“How oft, in spirit, have I turned to thee, O sylvan Wye! Thou wanderer thro’ the woods, how often has my spirit turned to thee!”
One of my favourite memories from my travels is the time nearly four years ago that we sat on a dry ledge in the ruins of Tintern Abbey, and while the rain fell softly around us as it had all morning, we read aloud William Wordsworth’s ‘Lines Composed a Few Miles Above Tintern Abbey.’ I had hand-copied it into my notebook before we left the States, not knowing at the time that we’d end up getting to see the place itself. Now I am convinced that there is no better way to see that quiet place than during a gentle, steady summer rain. Because of the rain there weren’t many others wandering the sandstone-strewn grounds, and the stillness was comfortable. The tree-covered hillsides and green fields were shrouded in a mist, and the swollen river Wye was almost silent in its rush. Black-and-white cows were grazing in the field by the Abbey, unconcerned and pastoral. I look back on that morning and think days like that are why we travel. For the quiet in places where the ghosts of peace and folly watch, just out of sight, their soft voices pricking along the back of your neck. For the hours spent in empty village pubs while the rain falls on outside, and we sit warm inside wooden walls over wooden floors in wooden chairs at wooden tables. For those big, hot pub meals washed down with pints of local cider (there is no better fuel for backpackers, in my opinion).
We travel even for those times when you leave the trail, get lost in the rain, twist your ankle on a muddy forest slope, run your arm through stinging nettle, maybe cry just a little bit, break some stuff by accident, get a long description of a nearby field where flowers grow from a passing driver who we really just want directions from, and for that moment of despair when we eventually have to stop at a lovely cottage in the hills to try for better luck than we had with the driver. But most especially we travel for the moments when instead of directions we are given a ride back to our own cottage, soaking wet and mud-splattered as we are, climbing into the back seat of a lovely woman’s clean car as she laughs and tells us stories about when she hitchhiked as a teenager.
We travel for that pleasant walk the last mile down a little wooded lane along the river, arriving at a clean, white Prospect Cottage as the evening deepens to find worried hosts who then set our boots to dry by the fire and serve us a basket of handmade toast…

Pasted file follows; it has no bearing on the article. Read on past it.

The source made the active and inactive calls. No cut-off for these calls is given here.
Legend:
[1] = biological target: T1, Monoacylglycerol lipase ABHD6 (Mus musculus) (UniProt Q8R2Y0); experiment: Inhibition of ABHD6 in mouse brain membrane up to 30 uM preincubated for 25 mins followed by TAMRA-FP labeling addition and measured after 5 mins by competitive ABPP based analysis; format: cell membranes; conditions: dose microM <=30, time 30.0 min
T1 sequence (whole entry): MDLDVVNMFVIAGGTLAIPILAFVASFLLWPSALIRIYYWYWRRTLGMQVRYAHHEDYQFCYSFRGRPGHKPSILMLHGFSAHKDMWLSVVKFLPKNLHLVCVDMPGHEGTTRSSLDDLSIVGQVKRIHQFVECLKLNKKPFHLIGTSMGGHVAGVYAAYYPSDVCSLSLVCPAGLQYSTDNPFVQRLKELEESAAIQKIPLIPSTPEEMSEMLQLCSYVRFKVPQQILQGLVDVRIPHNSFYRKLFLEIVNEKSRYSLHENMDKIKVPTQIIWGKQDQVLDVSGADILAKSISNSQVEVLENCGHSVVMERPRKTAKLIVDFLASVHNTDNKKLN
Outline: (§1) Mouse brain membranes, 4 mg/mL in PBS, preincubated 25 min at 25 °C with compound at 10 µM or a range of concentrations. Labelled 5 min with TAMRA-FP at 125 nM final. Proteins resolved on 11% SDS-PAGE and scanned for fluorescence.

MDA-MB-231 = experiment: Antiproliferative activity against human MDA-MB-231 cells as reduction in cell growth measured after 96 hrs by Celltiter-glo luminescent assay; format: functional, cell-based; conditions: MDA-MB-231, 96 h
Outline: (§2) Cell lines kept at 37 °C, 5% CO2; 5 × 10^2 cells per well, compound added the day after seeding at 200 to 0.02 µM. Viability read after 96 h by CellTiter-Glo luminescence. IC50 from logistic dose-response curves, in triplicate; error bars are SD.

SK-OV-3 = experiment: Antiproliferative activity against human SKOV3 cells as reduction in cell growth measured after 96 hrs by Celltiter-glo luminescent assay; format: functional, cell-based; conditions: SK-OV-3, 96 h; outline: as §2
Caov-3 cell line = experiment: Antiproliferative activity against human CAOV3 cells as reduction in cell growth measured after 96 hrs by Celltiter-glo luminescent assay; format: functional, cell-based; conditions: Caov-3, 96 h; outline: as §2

Like Wordsworth, we composed our own lines a few miles above Tintern Abbey that day. Ours weren’t written on paper, rather they were written on our feet and in our souls, bleeding into every part of us like ink on paper. And like Wordsworth who, coming back to places he once knew, could say that despite long absence those “beauteous forms” had not been to him “as is a landscape to a blind man’s eye”, but instead he owed to them, amidst the “din of towns and cities”, “sensations sweet”, a “tranquil restoration” – like him, we walk those lines we wrote again and again in our “hours of weariness” and they have become for us “life and food for future years”.
“I am a part of all that I have met”, said another poet some years after Wordsworth. I feel that Tennyson was right – that all lands and all places and people we encounter, however briefly, stay with us and become a part of what makes us who we are. The memories in my ears and on my skin of sitting in our room in that white cottage have shaped a part of me, and while I agree that experience is an arch, I would argue that not only does the untravelled world gleam there through – So does the travelled world. And that can make us as strong in will “to strive, to seek, to find, and not to yield” as any visions of the unknown world “whose margin fades” forever whenever we move.
In fact, I would disagree with Ulysses and argue that we are made stronger in defending the little good we’ve known than in striving for the great adventures we haven’t yet known.
I would argue, too, that there is more of value and more to be learned from the “little lines of sportive wood run wild”, and in the “wreaths of smoke sent up, in silence, from among the trees” than can be learned in the “cities of men and manners, climates, councils, governments”. What does it profit a man to “sail beyond the sunset” except to say that he has done so? There is greater worth in Wordsworth’s “little, nameless, unremembered acts of kindness and of love”.
“For this commandment which I command you today is not too mysterious for you, nor is it far off. It is not in heaven, that you should say “Who will ascend into heaven for us and bring it to us, that we may hear and do it?” Nor is it beyond the sea, that you should say, “Who will go over the sea for us and bring it to us, that we may hear it and do it?” But the word is very near you, in your mouth and in your hearts, that you may do it.” – Deut. 30:11-14
~deep roots are not reached by the frost~